State Superintendent of Public Instruction Tony Thurmond announced that 27 schools and school districts were selected through a competitive grant process to receive up to $400,000 each to expand a current dual language immersion program or establish a new one.
“I applaud these schools for taking the initiative to invest in their dual language immersion programs,” Thurmond said. “Schools with strong dual language immersion programs are proven to promote strong academic performance among students from all backgrounds and, in the end, prepare our students for college and careers in a highly competitive global marketplace where speaking more than one language is a critical skill.”
Source: $10 Million Dual Language Immersion Grant – Year 2022 (CA Dept of Education)
State Superintendent of Public Instruction Tom Torlakson thanked Gov. Brown for signing legislation to promote Dual Language Immersion programs in California. Assemblyman Tony Thurmond, D-Richmond, authored the bill.
Assembly Bill 2514 creates 10 grants of $300,000 that will be available to districts to start Dual Language Immersion programs.
Money will still have to be allocated by the Department of Finance, but Torlakson said he would strongly advocate for the funding.
“This is a great first step in creating a program that will support the expansion of Dual Language Immersion programs,” he said. “Students and their families want the chance to learn more than one language.”
Torlakson said the legislation advances the goals of his initiative, Global California 2030, to vastly increase the number of students who are fluent in two languages.
“Numerous studies show that fluency in another language boosts students’ mental flexibility and enhances their ability to learn all subjects. This legislation could open the door by giving more students the opportunity to become fluent in a world language by making it easier for districts to launch Dual Language Immersion programs, allowing students to start learning a world language in kindergarten.”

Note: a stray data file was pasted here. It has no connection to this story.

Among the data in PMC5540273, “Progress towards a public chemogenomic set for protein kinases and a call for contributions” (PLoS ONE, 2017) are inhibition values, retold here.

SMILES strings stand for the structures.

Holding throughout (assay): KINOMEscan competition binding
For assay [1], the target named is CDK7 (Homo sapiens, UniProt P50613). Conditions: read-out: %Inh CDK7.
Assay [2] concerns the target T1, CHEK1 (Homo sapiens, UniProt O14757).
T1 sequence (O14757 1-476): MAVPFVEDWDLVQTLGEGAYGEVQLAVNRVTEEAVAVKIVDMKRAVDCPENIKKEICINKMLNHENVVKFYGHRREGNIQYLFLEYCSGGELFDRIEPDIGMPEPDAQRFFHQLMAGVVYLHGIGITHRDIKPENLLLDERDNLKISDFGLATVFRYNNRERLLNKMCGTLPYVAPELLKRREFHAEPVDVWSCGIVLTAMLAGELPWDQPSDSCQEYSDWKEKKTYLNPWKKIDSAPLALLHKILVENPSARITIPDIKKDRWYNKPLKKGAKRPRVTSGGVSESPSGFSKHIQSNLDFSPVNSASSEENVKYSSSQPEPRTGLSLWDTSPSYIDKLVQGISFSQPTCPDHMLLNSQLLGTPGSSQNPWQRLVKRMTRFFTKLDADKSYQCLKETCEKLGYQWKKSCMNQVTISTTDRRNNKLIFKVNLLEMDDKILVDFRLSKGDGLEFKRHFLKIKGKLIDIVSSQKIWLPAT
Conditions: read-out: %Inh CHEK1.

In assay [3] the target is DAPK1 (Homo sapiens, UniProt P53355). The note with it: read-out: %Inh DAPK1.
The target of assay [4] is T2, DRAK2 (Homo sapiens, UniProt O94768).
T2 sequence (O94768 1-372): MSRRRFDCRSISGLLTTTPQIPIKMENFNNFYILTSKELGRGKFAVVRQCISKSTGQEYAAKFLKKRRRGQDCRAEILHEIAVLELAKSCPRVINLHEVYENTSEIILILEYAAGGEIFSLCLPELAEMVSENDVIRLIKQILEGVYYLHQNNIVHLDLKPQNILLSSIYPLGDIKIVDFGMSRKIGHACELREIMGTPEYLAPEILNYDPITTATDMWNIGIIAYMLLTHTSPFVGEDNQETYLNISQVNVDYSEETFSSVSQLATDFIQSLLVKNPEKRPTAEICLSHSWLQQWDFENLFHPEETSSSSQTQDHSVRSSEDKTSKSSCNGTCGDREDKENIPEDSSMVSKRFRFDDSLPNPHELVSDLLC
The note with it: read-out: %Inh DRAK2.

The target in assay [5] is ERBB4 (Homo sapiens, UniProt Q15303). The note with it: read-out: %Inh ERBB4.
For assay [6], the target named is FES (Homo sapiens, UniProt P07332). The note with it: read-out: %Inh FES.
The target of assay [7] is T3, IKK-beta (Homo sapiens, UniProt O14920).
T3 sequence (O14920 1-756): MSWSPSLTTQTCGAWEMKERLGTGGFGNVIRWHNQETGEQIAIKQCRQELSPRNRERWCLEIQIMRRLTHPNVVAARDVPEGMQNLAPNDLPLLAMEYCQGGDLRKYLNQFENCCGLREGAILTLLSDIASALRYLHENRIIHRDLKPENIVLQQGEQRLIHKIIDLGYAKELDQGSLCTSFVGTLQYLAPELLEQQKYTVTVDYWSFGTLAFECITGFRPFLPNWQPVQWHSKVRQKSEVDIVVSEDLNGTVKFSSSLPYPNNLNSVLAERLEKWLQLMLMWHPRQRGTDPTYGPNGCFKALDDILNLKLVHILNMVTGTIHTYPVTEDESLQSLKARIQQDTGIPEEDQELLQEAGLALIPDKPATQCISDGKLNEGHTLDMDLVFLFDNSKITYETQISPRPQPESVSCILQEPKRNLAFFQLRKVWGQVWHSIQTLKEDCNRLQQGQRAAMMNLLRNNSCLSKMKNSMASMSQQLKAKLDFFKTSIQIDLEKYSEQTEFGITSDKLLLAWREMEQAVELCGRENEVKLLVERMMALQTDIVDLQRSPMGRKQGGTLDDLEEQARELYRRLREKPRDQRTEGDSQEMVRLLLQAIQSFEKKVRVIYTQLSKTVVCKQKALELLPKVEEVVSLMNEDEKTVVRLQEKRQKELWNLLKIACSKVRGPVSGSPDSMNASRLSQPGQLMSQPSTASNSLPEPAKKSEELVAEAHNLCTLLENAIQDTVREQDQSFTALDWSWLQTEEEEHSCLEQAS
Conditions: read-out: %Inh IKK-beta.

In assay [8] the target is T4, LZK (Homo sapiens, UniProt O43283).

Source: Torlakson Applauds Dual Language Signing – Year 2018 (CA Dept of Education)
By Ashley Hopkinson
In an effort to remove obstacles for Californians trying to succeed in the labor market, a new law could make access to child care easier for low-income parents taking classes to learn English or complete high school.
The law will expand the eligibility requirements for subsidized child care. It will make low-income parents who are are enrolled in English as a second language classes (ESL) or a program to earn a high school diploma or general education development certificate (GED) eligible to place their children in subsidized care.
Although in the past some parents taking ESL classes were considered eligible for subsidized care, it was not specifically listed as a factor for eligibility.
Source: New California law expands low-income parents’ access to subsidized child care | EdSource
By Daily Republic Staff
The annual event called Vamos! – part of the Dual Immersion Program – returns May 20 to B. Gale Wilson School, school officials announced.
The event will take place from 4 to 8 p.m. at the school, 3301 Cherry Hills Court. There will be food, entertainment, a basket prize drawing, music, games and activities for the family.
B. Gale Wilson School’s Dual Immersion Program is a program for kindergartners through eighth-graders that teaches Spanish/English biliteracy and culture to produce young adults who are highly capable in two languages, according to the announcement.
Source: Dual-language event returns to B. Gale Wilson School
By Daily Republic Staff
The Spanish-English Dual Immersion Program at B. Gale Wilson School will host a series of parent informational sessions this week.
Sessions for families interested in enrolling incoming kindergartners for the 2016-17 school year include:
- 5:30 to 6:30 p.m. Wednesday in English; 7 to 8 p.m. in Spanish.
- 5:30 to 6:30 p.m. Thursday in English; 7 to 8 p.m. in Spanish.
- 9 to 10 a.m. Friday in English; 10:30 to 11:30 a.m. in Spanish.
via School sets Spanish-English program info meets for parents .
By Richard Bammer
Travis Unified’s loss of a formal Spanish Immersion program increasingly likely appears to be Vacaville Unified’s gain.